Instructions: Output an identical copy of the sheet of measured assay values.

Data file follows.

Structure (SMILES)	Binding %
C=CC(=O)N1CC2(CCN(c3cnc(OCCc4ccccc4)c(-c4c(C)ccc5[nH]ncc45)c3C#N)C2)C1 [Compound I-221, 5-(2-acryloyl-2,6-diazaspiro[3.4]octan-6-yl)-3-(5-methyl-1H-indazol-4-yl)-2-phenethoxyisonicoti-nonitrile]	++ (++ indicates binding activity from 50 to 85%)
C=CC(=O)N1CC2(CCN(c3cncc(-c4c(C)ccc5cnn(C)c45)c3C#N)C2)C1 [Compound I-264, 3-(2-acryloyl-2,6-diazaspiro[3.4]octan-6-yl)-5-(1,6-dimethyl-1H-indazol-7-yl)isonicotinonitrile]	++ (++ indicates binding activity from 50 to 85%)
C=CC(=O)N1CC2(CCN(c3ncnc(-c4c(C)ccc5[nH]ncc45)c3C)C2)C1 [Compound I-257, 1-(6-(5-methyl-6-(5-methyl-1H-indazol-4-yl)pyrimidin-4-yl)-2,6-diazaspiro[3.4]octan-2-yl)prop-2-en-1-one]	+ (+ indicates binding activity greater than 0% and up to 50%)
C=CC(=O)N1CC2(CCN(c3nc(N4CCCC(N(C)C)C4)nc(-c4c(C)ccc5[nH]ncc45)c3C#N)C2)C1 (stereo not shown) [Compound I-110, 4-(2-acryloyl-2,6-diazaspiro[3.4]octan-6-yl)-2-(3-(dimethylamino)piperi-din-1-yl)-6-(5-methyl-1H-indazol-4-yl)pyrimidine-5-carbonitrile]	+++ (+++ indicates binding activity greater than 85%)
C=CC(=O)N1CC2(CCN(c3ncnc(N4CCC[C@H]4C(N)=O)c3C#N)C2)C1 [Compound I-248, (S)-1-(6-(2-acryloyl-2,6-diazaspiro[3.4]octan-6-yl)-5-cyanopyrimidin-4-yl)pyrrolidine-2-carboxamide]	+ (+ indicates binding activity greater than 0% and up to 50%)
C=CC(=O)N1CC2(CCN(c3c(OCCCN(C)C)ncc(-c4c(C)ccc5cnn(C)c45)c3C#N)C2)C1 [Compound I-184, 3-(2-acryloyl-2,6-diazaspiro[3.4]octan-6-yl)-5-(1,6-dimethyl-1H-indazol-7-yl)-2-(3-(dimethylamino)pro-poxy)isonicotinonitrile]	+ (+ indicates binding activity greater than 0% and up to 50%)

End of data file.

Structure (SMILES)	Binding %
C=CC(=O)N1CC2(CCN(c3cnc(OCCc4ccccc4)c(-c4c(C)ccc5[nH]ncc45)c3C#N)C2)C1 [Compound I-221, 5-(2-acryloyl-2,6-diazaspiro[3.4]octan-6-yl)-3-(5-methyl-1H-indazol-4-yl)-2-phenethoxyisonicoti-nonitrile]	++ (++ indicates binding activity from 50 to 85%)
C=CC(=O)N1CC2(CCN(c3cncc(-c4c(C)ccc5cnn(C)c45)c3C#N)C2)C1 [Compound I-264, 3-(2-acryloyl-2,6-diazaspiro[3.4]octan-6-yl)-5-(1,6-dimethyl-1H-indazol-7-yl)isonicotinonitrile]	++ (++ indicates binding activity from 50 to 85%)
C=CC(=O)N1CC2(CCN(c3ncnc(-c4c(C)ccc5[nH]ncc45)c3C)C2)C1 [Compound I-257, 1-(6-(5-methyl-6-(5-methyl-1H-indazol-4-yl)pyrimidin-4-yl)-2,6-diazaspiro[3.4]octan-2-yl)prop-2-en-1-one]	+ (+ indicates binding activity greater than 0% and up to 50%)
C=CC(=O)N1CC2(CCN(c3nc(N4CCCC(N(C)C)C4)nc(-c4c(C)ccc5[nH]ncc45)c3C#N)C2)C1 (stereo not shown) [Compound I-110, 4-(2-acryloyl-2,6-diazaspiro[3.4]octan-6-yl)-2-(3-(dimethylamino)piperi-din-1-yl)-6-(5-methyl-1H-indazol-4-yl)pyrimidine-5-carbonitrile]	+++ (+++ indicates binding activity greater than 85%)
C=CC(=O)N1CC2(CCN(c3ncnc(N4CCC[C@H]4C(N)=O)c3C#N)C2)C1 [Compound I-248, (S)-1-(6-(2-acryloyl-2,6-diazaspiro[3.4]octan-6-yl)-5-cyanopyrimidin-4-yl)pyrrolidine-2-carboxamide]	+ (+ indicates binding activity greater than 0% and up to 50%)
C=CC(=O)N1CC2(CCN(c3c(OCCCN(C)C)ncc(-c4c(C)ccc5cnn(C)c45)c3C#N)C2)C1 [Compound I-184, 3-(2-acryloyl-2,6-diazaspiro[3.4]octan-6-yl)-5-(1,6-dimethyl-1H-indazol-7-yl)-2-(3-(dimethylamino)pro-poxy)isonicotinonitrile]	+ (+ indicates binding activity greater than 0% and up to 50%)